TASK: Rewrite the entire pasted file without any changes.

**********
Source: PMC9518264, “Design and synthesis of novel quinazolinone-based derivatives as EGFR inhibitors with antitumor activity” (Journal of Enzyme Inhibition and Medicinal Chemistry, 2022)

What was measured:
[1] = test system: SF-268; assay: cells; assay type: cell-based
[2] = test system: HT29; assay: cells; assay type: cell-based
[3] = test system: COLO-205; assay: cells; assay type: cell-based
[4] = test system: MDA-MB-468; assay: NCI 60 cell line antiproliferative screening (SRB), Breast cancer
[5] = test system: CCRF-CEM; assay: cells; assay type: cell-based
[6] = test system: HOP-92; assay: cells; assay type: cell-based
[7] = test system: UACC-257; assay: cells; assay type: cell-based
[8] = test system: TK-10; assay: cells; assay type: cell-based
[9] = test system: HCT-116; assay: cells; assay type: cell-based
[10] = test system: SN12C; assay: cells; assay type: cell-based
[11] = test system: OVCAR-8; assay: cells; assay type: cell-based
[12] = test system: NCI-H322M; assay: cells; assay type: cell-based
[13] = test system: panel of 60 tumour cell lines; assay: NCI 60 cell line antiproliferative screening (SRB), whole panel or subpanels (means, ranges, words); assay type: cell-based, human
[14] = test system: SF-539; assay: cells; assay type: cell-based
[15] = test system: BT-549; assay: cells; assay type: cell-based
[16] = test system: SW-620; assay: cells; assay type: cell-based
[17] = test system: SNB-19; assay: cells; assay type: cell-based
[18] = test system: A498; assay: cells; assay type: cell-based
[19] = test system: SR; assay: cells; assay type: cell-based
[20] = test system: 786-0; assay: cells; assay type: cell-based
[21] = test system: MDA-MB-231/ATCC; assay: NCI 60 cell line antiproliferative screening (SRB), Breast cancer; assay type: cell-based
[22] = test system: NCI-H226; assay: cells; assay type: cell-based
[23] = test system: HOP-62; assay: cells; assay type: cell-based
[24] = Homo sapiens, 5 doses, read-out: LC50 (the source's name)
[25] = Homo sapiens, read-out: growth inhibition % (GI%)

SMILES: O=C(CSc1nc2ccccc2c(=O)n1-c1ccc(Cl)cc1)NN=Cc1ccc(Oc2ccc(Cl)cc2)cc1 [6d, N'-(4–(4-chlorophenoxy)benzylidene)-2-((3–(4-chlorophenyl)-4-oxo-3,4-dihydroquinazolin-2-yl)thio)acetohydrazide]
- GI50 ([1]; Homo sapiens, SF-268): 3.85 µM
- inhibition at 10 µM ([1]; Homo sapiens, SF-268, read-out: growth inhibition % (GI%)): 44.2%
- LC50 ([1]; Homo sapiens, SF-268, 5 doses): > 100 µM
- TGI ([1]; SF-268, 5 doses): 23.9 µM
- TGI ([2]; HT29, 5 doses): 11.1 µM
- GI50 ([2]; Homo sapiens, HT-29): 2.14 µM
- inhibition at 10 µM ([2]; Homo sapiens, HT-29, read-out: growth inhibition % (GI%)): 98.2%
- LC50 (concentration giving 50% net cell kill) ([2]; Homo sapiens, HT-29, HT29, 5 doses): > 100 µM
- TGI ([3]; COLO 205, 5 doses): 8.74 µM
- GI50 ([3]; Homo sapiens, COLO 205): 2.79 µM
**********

Source: PMC9518264, “Design and synthesis of novel quinazolinone-based derivatives as EGFR inhibitors with antitumor activity” (Journal of Enzyme Inhibition and Medicinal Chemistry, 2022)

What was measured:
[1] = test system: SF-268; assay: cells; assay type: cell-based
[2] = test system: HT29; assay: cells; assay type: cell-based
[3] = test system: COLO-205; assay: cells; assay type: cell-based
[4] = test system: MDA-MB-468; assay: NCI 60 cell line antiproliferative screening (SRB), Breast cancer
[5] = test system: CCRF-CEM; assay: cells; assay type: cell-based
[6] = test system: HOP-92; assay: cells; assay type: cell-based
[7] = test system: UACC-257; assay: cells; assay type: cell-based
[8] = test system: TK-10; assay: cells; assay type: cell-based
[9] = test system: HCT-116; assay: cells; assay type: cell-based
[10] = test system: SN12C; assay: cells; assay type: cell-based
[11] = test system: OVCAR-8; assay: cells; assay type: cell-based
[12] = test system: NCI-H322M; assay: cells; assay type: cell-based
[13] = test system: panel of 60 tumour cell lines; assay: NCI 60 cell line antiproliferative screening (SRB), whole panel or subpanels (means, ranges, words); assay type: cell-based, human
[14] = test system: SF-539; assay: cells; assay type: cell-based
[15] = test system: BT-549; assay: cells; assay type: cell-based
[16] = test system: SW-620; assay: cells; assay type: cell-based
[17] = test system: SNB-19; assay: cells; assay type: cell-based
[18] = test system: A498; assay: cells; assay type: cell-based
[19] = test system: SR; assay: cells; assay type: cell-based
[20] = test system: 786-0; assay: cells; assay type: cell-based
[21] = test system: MDA-MB-231/ATCC; assay: NCI 60 cell line antiproliferative screening (SRB), Breast cancer; assay type: cell-based
[22] = test system: NCI-H226; assay: cells; assay type: cell-based
[23] = test system: HOP-62; assay: cells; assay type: cell-based
[24] = Homo sapiens, 5 doses, read-out: LC50 (the source's name)
[25] = Homo sapiens, read-out: growth inhibition % (GI%)

SMILES: O=C(CSc1nc2ccccc2c(=O)n1-c1ccc(Cl)cc1)NN=Cc1ccc(Oc2ccc(Cl)cc2)cc1 [6d, N'-(4–(4-chlorophenoxy)benzylidene)-2-((3–(4-chlorophenyl)-4-oxo-3,4-dihydroquinazolin-2-yl)thio)acetohydrazide]
- GI50 ([1]; Homo sapiens, SF-268): 3.85 µM
- inhibition at 10 µM ([1]; Homo sapiens, SF-268, read-out: growth inhibition % (GI%)): 44.2%
- LC50 ([1]; Homo sapiens, SF-268, 5 doses): > 100 µM
- TGI ([1]; SF-268, 5 doses): 23.9 µM
- TGI ([2]; HT29, 5 doses): 11.1 µM
- GI50 ([2]; Homo sapiens, HT-29): 2.14 µM
- inhibition at 10 µM ([2]; Homo sapiens, HT-29, read-out: growth inhibition % (GI%)): 98.2%
- LC50 (concentration giving 50% net cell kill) ([2]; Homo sapiens, HT-29, HT29, 5 doses): > 100 µM
- TGI ([3]; COLO 205, 5 doses): 8.74 µM
- GI50 ([3]; Homo sapiens, COLO 205): 2.79 µM